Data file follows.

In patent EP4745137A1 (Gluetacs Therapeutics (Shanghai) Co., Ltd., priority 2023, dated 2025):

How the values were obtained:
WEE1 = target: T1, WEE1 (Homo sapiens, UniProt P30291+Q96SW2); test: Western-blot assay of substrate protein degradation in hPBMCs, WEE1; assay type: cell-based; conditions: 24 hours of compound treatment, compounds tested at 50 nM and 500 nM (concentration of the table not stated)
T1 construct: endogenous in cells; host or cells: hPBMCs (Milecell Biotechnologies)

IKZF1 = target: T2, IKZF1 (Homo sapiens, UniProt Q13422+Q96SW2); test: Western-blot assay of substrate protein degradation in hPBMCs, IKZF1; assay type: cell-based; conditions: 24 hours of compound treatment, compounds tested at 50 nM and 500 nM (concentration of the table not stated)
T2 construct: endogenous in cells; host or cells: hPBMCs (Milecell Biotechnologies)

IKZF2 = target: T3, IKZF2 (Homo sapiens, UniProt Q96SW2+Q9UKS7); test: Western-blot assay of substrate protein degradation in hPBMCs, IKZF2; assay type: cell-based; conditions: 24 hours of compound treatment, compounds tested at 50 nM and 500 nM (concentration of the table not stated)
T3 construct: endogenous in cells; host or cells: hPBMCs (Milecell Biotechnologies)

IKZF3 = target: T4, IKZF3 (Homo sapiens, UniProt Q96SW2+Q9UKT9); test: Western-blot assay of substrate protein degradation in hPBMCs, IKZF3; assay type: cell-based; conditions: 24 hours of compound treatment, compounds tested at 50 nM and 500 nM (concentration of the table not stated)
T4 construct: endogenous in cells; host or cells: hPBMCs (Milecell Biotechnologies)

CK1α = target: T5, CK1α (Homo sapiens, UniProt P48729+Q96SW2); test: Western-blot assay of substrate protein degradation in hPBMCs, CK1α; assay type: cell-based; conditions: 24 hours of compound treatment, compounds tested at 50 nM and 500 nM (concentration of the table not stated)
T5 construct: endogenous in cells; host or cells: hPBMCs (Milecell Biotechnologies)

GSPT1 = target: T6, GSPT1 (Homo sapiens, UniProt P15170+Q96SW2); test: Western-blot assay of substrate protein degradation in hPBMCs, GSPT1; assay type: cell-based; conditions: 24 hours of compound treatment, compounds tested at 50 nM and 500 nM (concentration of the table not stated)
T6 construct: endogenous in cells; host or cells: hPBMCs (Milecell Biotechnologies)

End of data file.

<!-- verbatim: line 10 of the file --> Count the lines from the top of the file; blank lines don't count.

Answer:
T4 construct: endogenous in cells; host or cells: hPBMCs (Milecell Biotechnologies)